Sitting in class every other day listening to a lecture can teach you a lot, but it doesn’t necessarily teach you the “how” of things. Listening to an anatomy lecture won’t teach you how to be a doctor, and listening to a lecture on 18th century Europe won’t teach you how to be a historian. However, running a literary journal in class will teach you how to run a literary journal. Students working on the Long River Review meet in class twice a week to plan, organize and create this yearly literary journal. Every year a new class of students comes together to give the publication a new vision and take on any new challenges.
By this point in the semester, the Long River Review is already in its first draft form. Submissions have been solicited, works have been selected and everything has been sent to the design center partnered with the publication. But before all this could happen, the co-editors-in-chief, eighth-semester English majors Siobhan Dale and Brianna McNish, had to decide what their vision for the publication would be.
“We said this year we want to be more experimental and more cutting-edge,” Dale said.
While most literary journals strive to be contemporary, it also comes down to a sense of consistency between each of the pieces.
“There’s something about seeing all the pieces the staff shortlisted and selected come together in a tangible product,” McNish said. “And it urges us to consider not only what constitutes as a ‘good’ piece but also what pieces complement each other best.”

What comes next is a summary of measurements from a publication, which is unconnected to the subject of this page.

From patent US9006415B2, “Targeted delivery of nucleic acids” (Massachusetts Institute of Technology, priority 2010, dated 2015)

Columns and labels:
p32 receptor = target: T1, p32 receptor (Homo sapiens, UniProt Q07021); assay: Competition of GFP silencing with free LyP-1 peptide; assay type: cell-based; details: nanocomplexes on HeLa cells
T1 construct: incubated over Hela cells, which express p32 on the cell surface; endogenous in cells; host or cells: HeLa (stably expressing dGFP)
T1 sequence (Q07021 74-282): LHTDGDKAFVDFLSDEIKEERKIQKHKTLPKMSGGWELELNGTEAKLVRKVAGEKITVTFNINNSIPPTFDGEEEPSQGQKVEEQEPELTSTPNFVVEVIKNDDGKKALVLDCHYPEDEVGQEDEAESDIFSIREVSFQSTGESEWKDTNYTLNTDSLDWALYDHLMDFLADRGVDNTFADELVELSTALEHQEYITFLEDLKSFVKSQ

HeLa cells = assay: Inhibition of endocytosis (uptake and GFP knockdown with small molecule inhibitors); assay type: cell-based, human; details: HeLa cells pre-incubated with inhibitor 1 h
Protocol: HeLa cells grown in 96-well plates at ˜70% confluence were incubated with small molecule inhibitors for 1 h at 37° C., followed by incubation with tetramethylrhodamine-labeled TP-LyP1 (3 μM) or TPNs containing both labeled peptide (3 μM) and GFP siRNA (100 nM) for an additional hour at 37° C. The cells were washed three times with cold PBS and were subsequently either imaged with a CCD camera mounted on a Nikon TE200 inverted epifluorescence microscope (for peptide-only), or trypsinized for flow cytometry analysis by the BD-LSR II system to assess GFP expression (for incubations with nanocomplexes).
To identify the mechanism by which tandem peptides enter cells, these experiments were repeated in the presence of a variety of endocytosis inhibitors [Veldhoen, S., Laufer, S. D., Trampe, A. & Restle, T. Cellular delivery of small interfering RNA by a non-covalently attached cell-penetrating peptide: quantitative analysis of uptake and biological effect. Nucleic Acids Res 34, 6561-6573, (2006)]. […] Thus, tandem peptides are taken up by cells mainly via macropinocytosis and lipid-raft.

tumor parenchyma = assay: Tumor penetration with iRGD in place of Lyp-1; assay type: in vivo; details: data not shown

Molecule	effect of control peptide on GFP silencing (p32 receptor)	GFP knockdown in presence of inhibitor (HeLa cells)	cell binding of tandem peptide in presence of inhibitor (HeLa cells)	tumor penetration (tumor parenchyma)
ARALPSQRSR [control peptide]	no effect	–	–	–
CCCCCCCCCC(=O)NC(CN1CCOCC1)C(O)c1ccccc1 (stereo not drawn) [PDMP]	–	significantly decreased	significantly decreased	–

As Dale explained, if the poetry panel is selecting a lot of experimental pieces for publication, the fiction panel shouldn’t be selecting more traditional works.
“We turn down a significant number of submissions each year not necessarily because they are ‘bad’ per se, but because we simply think the piece might be suited elsewhere,” McNish said.
This year, specifically, the staff ended up selecting a lot more works of translation than they regularly feature.
“I want to create something that inspires empathy and translates experience,” Dale said, expressing how language can be a big piece of this.
In order to make all of the selections, the 20-person staff is divided into different panels to focus on poetry and translation, fiction and drama or nonfiction and multimedia. Many of the staff members have additional roles as well, like marketing or social media coordinator.
The staff is supervised by the publication’s advisor, Darcie Dennigan, an assistant professor in residence for the English Department. The staff advisor rotates every year between creative writing professors. Dennigan has served in the role twice before.
In addition to selecting the students for the class from a pool of applicants and helping everyone find the role that’s right for them, Dennigan can help them to frame or contextualize the work that needs to be done. However, the publication is primarily student-run.
“One goal I had was to delegate even more,” Dennigan said. “In the past (advisors) tended to manage a lot more than was probably necessary … I’ve been trying to create opportunities for students to lead.”
Now that the selection process is over and the first draft completed, the staff has moved onto fundraising and event planning. Eventually, the class will have to deal with the release and distribution of their finished publication, which will be introduced at a launch party later in the semester.
At the end of the semester, not only will students be able to take with them the finished product they helped create, but all the experience and know-how that comes from a hands-on class like the Long River Review.
Alex Houdeshell is the associate managing editor for The Daily Campus. She can be reached via email at email@example.com.